The Nitty Gritty

But more than all of those I am an entertainer. I carry around a ukulele with me for the same reason a gangster carries a gun; better to have it and not need it than need it and not have it. Stage or sidewalk, Your Pal Pete shows are just where they happen.
Currently, I'm working on a musical, RagnaPOP(or she's got the bomb), set to premiere at this year's Capital Fringe Festival. I'm also working on music, comedy, and musical comedy; for kids and/or adults.
The fruit of these projects will be available on this site, so check back regularly!

Tuesday, August 21, 2007

Warts Week-I Punched A Little Kid!

Circa early 1981:a school bus in Delaware during the morning pick-up.
“Your mom’s CHEESY!”
“Take it back, Tommy!”
“No, she is!”
A little background is in order, where I grew up, ”Cheesy” was the negative slang adjective that was as big an insult as a non curse word could be. Tommy was my 6 year old next door neighbor and, with his brother Shawn, was one side of a rather contentious “friendship” of sorts. There weren’t a lot of kids in our neighborhood-in fact there was only my brother and Eric down the street and Tommy and Shawn’s fellowship was often a port in a storm of pre-teen boredom even though we couldn‘t stand each other.
Tommy was a tow-headed hellraiser with language filthier than a subway bathroom. Even though he a father and his grandmother lived nearby, he seemed to have his own code of behavior, like throwing rocks at the back of a neighbor's house that he excused with, "It's OK I know these people."

But him calling my mom cheesy was a step beyond. Even excluding the umbrage taken when someone insults your mother when you’re too young to start doing it yourself, my mom had been nothing but gold to him; including, but not limited to, fixing the neighbor’s back window that Tommy had broken by throwing rocks at it and always telling us, ”You better be nice to those boys!”

I went to my bus driver for guidance (or as we called it then, tattling).
“Mr. Fisher, Tommy called my mom cheesy.”
As he guided the bus he gave me some sage advice, “If somebody said something like about my mother, I’d meet him behind the school,” he raised a beefy fist with hair so thick you can lose your keys in it for emphasis, “if you know what I mean.”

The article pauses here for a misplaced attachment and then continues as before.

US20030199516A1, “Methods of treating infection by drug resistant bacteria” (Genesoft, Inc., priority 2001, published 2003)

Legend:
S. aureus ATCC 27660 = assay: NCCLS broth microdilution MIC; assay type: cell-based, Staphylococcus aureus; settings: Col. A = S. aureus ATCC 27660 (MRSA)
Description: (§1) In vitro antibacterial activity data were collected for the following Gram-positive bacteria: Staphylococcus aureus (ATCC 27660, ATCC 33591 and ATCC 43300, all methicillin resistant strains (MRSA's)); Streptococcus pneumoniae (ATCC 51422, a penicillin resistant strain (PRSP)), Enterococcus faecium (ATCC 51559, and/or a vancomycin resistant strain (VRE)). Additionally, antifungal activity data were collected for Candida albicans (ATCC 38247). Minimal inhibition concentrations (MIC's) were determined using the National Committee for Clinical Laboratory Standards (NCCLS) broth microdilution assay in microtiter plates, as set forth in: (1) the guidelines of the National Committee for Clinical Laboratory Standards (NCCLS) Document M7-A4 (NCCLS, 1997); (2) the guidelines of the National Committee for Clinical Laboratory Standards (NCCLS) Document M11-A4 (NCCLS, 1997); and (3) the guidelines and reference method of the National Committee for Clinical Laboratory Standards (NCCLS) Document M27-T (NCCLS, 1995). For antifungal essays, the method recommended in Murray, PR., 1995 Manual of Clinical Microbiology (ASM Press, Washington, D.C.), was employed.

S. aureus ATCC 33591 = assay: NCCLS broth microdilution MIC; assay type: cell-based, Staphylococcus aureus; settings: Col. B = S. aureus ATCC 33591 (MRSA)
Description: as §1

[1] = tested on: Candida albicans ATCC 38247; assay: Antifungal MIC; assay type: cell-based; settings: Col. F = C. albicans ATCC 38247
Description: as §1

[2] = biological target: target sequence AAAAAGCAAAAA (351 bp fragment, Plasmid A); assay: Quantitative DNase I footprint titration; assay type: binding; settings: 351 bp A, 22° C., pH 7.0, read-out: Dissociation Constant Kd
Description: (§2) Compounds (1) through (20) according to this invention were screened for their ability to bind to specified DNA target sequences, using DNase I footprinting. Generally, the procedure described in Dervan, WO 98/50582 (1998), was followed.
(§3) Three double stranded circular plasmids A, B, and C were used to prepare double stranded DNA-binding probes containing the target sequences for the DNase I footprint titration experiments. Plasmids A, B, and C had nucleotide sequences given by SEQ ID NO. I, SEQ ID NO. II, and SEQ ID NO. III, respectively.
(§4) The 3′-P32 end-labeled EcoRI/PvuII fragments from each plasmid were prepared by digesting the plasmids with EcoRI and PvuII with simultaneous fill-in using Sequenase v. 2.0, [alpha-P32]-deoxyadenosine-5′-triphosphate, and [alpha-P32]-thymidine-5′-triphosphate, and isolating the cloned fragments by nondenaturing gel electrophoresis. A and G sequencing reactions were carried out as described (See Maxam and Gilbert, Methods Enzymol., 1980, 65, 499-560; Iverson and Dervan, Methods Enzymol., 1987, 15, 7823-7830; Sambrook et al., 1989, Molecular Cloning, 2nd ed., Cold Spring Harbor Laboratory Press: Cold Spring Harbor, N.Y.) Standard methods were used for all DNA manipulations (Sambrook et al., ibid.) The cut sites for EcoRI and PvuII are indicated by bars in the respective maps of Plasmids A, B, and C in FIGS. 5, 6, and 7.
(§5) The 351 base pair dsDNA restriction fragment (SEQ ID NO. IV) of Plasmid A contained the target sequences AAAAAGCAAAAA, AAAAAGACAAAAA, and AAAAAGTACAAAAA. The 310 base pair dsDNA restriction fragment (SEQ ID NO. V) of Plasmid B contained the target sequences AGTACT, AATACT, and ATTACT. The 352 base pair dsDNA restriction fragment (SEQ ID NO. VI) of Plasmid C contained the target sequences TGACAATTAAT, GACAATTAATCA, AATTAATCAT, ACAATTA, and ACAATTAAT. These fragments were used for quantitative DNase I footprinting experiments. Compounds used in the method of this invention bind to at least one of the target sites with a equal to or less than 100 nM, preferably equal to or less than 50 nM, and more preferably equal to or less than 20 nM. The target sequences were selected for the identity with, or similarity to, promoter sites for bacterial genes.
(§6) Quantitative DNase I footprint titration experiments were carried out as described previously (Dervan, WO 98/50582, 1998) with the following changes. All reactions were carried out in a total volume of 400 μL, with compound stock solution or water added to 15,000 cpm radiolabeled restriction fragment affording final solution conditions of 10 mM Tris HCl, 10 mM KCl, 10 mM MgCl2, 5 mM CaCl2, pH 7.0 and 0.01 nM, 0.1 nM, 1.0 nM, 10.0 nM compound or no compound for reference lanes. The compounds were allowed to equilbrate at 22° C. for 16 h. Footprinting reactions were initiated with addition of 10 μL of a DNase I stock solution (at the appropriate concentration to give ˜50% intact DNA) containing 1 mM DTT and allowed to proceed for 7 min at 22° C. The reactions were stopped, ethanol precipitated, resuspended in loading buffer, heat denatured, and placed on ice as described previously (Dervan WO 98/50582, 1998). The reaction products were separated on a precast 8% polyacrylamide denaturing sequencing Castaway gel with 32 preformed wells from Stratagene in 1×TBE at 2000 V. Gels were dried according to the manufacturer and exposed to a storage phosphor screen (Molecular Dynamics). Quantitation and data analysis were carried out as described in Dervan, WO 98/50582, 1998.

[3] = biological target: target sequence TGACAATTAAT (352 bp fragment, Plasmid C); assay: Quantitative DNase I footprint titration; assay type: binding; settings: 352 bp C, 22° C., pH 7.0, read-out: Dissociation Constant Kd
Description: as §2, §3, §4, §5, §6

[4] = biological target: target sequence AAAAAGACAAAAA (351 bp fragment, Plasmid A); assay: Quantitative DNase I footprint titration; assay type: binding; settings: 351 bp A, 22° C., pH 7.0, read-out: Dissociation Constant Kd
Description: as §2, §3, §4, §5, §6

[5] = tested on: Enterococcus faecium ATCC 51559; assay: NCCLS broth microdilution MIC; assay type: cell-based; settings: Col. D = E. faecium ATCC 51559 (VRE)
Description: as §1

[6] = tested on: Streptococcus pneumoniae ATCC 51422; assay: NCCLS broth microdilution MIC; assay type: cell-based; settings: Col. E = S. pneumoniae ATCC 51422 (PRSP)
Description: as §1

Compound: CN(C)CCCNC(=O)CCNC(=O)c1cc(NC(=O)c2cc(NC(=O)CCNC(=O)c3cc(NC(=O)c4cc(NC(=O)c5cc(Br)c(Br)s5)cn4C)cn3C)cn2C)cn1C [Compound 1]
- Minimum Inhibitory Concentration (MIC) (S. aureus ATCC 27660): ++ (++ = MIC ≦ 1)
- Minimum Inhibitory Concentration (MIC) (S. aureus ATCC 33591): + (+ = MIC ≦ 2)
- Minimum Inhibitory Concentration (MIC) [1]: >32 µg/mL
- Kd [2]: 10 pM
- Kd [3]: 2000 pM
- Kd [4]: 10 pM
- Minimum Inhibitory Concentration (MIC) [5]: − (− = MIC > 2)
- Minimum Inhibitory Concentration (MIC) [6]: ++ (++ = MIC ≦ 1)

I did, in fact and so did Shawn. I was going to punch him, just once to register my disproval.
We used to joke that if Tommy shot the President, Shawn would stand between Tommy and the police and say, “Your not gonna arrest MY brother!” and he certainly didn’t like the idea of me hitting his brother.

As we got off the bus at the elementary school, I got off first and waited for Tommy to get off. Shawn stood in front of Tommy, waving his arms around to shield him, but I still got one good shot to the face, underneath Shawn’s flailing right arm.

As Tommy ran wailing to the nearest authority figure, Shawn charged towards me in retaliation. I pushed him away and walked the block to my school, since I was in a higher grade.

This was where the polarization occurred, because the age difference between Tommy and I: I was about 11 while he was about 6.

As the news got out two distinct groups emerged in reaction: people who knew Tommy and his pain-in-the-ass way and were happy that he got a sock in the eye and those who just knew that I hit a kid much younger than me.

Everyone in the neighborhood had punched Tommy at one point or the other. Eric(who was my age) punched him when Tommy threw a dirt clod that hit him in the face, my brother had punched him on many occasions, even Shawn ran him over with his bike and then gloated about it because he didn’t get in trouble. But my punch was in front of everybody on the bus instead of us, so I got the attention.

People that knew him came up to me and said things like,” I’m so glad you hit him, he’s such a brat. He‘s had it coming.”
The approval reached farther than I could have expected, he was in same class with my brother and when the teacher asked if Tommy was present, he said, ”My brother punched him.” My brother reported that the teacher tried to stifle a grin and said, ”Oh, really…”

However, people unaware of his charms threatened me with physical violence, ”You like to hit little kids? How would you like it if I hit you?” One girl, April, who sat on another part of the bus offered to sic her brothers-who were huge for their age- on me.
In my defense, I said, ”But he called my mom cheesy!”
“You should have just taken it.”

What I did was wrong, no doubt, but let’s not fool ourselves: at that age no one can tolerate a disparaging word against our mother. Lord knows I would have never said one against April’s.

Stay tuned for the next episode: I Hate Teachers!

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